London Offices of Credit Suisse

Bribe planning came first

The indictment makes clear that the whole idea came from CS and Privinvest and that Privinvest had to "persuade Mozambican government officials" to accept the deal. The indictment says that "almost immediately [Jean] Boustani and [the redacted Mozambican] negotiated the first round of bribe and kickback payments that Privinvest would have to make for the benefit of Mozambican government officials for the project to be approved."

On 11 November 2011 the redacted Mozambican wrote an email to Jean Boustani, a senior executive at Privinvest: "To secure the project is granted the go-head by the HoS [Head of State, Armando Guebuza], a payment has to be agreed before we get there, so that we know and agree, well in advance, what ought to be paid and when." Boustani replied the same day that because of "negative experiences in Africa" Privinvest now had a policy that no money could be paid before a contract was signed. On 14 November 2011 the redacted Mozambican agreed that part of the bribes would be paid on signing and part when the project started.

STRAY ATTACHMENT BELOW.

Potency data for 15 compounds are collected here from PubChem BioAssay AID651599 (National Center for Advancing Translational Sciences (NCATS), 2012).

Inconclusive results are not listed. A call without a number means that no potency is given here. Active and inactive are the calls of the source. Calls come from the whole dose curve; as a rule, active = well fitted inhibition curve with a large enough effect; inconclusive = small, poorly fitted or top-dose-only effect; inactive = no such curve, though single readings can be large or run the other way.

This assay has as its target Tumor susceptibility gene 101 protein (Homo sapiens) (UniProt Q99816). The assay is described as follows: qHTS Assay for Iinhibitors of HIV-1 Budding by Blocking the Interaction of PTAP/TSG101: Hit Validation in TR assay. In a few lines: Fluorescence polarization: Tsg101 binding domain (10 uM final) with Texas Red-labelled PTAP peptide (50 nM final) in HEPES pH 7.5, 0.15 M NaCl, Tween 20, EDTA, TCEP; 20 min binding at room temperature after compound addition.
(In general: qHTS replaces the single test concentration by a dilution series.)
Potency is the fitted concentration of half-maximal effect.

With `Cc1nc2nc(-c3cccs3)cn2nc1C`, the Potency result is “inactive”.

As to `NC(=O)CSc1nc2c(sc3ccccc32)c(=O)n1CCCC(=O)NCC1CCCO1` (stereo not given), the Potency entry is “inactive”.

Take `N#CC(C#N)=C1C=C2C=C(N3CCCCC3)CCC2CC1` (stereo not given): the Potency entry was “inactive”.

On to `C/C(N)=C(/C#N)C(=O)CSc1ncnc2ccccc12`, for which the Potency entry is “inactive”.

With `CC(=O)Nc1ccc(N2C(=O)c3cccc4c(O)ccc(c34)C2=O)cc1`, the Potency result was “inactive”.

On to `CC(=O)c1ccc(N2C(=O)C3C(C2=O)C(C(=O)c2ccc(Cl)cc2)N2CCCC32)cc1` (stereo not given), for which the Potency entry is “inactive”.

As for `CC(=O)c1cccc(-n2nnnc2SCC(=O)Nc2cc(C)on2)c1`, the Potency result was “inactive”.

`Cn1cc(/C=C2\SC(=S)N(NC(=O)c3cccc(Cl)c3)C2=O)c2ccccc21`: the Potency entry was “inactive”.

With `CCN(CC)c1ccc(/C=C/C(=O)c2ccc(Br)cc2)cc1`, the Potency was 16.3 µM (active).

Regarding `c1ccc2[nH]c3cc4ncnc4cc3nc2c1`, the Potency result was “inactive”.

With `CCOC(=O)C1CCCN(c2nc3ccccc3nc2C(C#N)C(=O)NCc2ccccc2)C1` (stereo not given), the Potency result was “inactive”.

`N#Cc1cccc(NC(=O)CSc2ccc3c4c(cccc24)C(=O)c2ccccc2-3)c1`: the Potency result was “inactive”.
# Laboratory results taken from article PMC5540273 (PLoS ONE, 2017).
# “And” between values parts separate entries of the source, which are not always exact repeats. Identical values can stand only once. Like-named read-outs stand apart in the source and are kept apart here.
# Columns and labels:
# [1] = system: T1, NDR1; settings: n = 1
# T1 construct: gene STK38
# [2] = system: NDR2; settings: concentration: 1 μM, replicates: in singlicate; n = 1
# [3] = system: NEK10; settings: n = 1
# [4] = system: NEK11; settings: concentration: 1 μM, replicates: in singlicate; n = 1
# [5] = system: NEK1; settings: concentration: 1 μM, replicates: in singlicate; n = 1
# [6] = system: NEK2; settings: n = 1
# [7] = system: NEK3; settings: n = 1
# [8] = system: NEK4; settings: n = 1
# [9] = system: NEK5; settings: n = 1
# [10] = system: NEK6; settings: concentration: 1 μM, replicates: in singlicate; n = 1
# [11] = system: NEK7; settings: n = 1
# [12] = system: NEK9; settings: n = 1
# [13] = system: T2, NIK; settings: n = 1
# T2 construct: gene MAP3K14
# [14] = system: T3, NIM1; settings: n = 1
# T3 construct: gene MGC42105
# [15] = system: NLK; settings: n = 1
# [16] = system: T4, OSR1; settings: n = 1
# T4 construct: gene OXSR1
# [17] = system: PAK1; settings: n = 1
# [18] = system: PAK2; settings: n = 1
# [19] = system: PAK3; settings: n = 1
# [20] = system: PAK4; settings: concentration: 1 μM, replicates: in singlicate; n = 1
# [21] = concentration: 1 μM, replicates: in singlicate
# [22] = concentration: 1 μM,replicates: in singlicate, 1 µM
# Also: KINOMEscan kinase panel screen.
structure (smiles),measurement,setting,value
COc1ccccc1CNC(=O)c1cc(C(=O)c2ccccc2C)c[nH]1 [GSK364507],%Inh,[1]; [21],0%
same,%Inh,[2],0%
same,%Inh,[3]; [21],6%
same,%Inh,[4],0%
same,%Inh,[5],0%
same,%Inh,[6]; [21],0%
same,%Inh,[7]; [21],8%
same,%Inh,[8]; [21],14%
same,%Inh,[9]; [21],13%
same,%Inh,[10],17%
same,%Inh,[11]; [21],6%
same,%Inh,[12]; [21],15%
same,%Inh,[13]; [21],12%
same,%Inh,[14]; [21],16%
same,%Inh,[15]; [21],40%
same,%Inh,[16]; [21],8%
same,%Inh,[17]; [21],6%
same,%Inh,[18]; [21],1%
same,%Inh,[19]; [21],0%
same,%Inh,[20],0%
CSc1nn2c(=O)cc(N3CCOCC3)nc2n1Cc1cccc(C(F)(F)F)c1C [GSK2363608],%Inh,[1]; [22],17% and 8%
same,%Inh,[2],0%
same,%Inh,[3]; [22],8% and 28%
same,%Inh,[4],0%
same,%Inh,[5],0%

But the Mozambican warned in the e-mail that by the time of project implementation "there will be other players whose interest will have to looked after, e.g. ministry of defense, ministry of interior, air force, etc". Money must be paid early because "in a democratic government like ours people come and go, and everyone involved will want to have his/her share of the deal while in office, becomes once out of the office, it will be difficult. So it is important that the contract signing success fee be agreed and paid in once-off, upon the signing of the contract."